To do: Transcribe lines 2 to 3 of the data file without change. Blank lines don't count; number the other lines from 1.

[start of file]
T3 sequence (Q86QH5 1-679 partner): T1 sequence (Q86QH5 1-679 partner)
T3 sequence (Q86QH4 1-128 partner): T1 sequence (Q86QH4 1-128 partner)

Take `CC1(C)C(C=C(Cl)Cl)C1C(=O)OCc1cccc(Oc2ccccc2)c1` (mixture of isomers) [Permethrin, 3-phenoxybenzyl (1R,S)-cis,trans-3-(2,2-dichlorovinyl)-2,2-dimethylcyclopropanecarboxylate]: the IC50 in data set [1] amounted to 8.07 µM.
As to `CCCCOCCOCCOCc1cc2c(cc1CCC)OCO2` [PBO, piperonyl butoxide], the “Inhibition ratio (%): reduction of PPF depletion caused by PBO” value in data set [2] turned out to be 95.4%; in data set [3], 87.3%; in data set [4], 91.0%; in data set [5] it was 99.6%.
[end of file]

T3 sequence (Q86QH4 1-128 partner): T1 sequence (Q86QH4 1-128 partner)

Take `CC1(C)C(C=C(Cl)Cl)C1C(=O)OCc1cccc(Oc2ccccc2)c1` (mixture of isomers) [Permethrin, 3-phenoxybenzyl (1R,S)-cis,trans-3-(2,2-dichlorovinyl)-2,2-dimethylcyclopropanecarboxylate]: the IC50 in data set [1] amounted to 8.07 µM.